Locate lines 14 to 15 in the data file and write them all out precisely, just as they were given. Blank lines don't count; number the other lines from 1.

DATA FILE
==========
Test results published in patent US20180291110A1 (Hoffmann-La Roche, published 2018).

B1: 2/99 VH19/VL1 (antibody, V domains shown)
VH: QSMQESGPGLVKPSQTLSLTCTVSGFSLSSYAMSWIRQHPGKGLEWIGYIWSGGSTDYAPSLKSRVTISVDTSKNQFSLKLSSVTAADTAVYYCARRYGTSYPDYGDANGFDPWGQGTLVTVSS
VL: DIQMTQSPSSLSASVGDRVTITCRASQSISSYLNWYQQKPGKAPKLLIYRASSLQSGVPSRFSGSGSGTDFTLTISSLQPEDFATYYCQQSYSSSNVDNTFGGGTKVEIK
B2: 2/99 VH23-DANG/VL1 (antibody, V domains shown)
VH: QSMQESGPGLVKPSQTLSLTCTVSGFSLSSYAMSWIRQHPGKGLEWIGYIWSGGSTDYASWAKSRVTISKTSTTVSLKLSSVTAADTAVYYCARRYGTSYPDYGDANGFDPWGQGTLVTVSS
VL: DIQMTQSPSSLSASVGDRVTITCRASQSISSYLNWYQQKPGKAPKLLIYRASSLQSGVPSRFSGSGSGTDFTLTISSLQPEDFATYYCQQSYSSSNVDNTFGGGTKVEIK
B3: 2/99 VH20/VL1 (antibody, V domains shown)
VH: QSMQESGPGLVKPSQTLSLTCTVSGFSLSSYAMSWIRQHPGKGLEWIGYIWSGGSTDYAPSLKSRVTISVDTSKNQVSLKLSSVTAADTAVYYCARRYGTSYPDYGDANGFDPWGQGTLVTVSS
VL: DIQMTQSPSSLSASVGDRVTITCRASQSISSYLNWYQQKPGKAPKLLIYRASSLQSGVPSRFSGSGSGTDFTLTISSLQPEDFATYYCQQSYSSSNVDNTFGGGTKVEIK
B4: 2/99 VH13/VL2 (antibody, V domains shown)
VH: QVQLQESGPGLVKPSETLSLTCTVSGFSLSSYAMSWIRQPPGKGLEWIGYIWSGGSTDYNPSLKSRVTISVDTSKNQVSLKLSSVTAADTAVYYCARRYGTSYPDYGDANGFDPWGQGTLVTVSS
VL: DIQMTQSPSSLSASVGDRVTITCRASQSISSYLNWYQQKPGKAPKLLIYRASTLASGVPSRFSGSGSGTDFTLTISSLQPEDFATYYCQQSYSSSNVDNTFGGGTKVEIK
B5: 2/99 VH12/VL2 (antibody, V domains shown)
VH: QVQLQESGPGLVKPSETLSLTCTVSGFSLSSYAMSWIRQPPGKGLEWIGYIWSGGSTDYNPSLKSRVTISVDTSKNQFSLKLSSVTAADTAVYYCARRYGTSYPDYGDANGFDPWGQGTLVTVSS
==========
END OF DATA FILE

B5: 2/99 VH12/VL2 (antibody, V domains shown)
VH: QVQLQESGPGLVKPSETLSLTCTVSGFSLSSYAMSWIRQPPGKGLEWIGYIWSGGSTDYNPSLKSRVTISVDTSKNQFSLKLSSVTAADTAVYYCARRYGTSYPDYGDANGFDPWGQGTLVTVSS